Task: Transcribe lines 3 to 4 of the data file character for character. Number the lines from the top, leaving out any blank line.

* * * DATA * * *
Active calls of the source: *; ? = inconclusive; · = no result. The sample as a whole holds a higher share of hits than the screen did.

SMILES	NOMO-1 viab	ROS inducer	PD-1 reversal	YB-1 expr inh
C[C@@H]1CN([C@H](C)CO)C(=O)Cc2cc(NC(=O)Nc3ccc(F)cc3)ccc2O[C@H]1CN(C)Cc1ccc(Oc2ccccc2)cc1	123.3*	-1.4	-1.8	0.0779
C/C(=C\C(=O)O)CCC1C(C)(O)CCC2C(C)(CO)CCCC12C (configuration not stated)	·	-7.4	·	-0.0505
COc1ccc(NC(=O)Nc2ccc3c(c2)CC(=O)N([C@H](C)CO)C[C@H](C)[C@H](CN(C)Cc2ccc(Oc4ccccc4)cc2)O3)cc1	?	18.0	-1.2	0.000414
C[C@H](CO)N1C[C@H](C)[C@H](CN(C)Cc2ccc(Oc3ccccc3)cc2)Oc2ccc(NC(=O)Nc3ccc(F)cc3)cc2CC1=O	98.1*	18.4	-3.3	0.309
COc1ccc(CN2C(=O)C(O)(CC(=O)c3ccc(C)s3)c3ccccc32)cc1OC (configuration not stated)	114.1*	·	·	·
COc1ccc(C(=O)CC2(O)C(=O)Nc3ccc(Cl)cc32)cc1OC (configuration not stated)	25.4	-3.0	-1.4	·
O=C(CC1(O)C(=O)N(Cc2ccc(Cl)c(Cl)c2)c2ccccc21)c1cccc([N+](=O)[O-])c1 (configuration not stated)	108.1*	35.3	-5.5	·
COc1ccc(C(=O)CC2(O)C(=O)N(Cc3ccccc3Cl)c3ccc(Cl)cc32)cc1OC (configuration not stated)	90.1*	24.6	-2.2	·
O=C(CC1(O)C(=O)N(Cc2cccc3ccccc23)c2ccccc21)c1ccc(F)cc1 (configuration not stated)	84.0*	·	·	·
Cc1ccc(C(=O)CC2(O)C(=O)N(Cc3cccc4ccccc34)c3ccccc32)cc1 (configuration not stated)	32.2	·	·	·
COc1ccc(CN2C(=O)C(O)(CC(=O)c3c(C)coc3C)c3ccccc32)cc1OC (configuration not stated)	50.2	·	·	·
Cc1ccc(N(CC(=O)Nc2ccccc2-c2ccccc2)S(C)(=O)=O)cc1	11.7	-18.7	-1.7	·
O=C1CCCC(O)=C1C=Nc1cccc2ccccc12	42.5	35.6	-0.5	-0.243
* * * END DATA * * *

C[C@@H]1CN([C@H](C)CO)C(=O)Cc2cc(NC(=O)Nc3ccc(F)cc3)ccc2O[C@H]1CN(C)Cc1ccc(Oc2ccccc2)cc1	123.3*	-1.4	-1.8	0.0779
C/C(=C\C(=O)O)CCC1C(C)(O)CCC2C(C)(CO)CCCC12C (configuration not stated)	·	-7.4	·	-0.0505